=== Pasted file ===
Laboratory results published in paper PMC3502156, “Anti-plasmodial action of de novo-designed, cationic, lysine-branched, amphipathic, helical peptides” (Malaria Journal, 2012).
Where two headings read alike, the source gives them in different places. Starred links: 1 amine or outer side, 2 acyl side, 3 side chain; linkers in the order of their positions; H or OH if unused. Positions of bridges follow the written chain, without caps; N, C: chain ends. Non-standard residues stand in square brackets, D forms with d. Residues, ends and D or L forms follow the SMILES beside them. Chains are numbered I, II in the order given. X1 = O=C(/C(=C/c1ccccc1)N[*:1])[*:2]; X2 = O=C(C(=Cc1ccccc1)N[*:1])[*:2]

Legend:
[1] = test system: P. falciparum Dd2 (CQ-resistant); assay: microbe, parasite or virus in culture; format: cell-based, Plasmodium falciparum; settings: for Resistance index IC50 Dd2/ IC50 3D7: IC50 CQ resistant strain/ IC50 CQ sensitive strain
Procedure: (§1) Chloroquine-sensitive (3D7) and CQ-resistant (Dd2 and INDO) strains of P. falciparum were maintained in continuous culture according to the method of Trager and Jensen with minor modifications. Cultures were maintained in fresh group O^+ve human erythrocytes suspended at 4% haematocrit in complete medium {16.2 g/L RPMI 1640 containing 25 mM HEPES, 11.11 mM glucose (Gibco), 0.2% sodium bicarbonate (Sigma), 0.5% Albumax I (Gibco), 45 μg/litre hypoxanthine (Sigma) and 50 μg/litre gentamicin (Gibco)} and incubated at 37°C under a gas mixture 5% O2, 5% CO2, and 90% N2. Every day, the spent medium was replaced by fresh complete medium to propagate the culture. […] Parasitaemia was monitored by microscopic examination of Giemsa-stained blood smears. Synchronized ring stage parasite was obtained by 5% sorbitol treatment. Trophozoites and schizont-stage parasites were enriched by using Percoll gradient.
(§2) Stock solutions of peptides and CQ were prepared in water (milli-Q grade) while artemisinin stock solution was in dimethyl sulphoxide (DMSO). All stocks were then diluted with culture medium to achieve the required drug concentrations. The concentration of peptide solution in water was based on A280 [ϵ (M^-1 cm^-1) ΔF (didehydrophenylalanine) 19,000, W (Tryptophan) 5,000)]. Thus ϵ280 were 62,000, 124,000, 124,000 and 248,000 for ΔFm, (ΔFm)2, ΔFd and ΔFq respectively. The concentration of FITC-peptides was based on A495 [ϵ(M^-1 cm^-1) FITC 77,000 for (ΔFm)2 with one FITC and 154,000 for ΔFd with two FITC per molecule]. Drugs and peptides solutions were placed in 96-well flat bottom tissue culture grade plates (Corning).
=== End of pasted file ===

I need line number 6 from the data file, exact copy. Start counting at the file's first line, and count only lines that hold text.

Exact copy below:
(§2) Stock solutions of peptides and CQ were prepared in water (milli-Q grade) while artemisinin stock solution was in dimethyl sulphoxide (DMSO). All stocks were then diluted with culture medium to achieve the required drug concentrations. The concentration of peptide solution in water was based on A280 [ϵ (M^-1 cm^-1) ΔF (didehydrophenylalanine) 19,000, W (Tryptophan) 5,000)]. Thus ϵ280 were 62,000, 124,000, 124,000 and 248,000 for ΔFm, (ΔFm)2, ΔFd and ΔFq respectively. The concentration of FITC-peptides was based on A495 [ϵ(M^-1 cm^-1) FITC 77,000 for (ΔFm)2 with one FITC and 154,000 for ΔFd with two FITC per molecule]. Drugs and peptides solutions were placed in 96-well flat bottom tissue culture grade plates (Corning).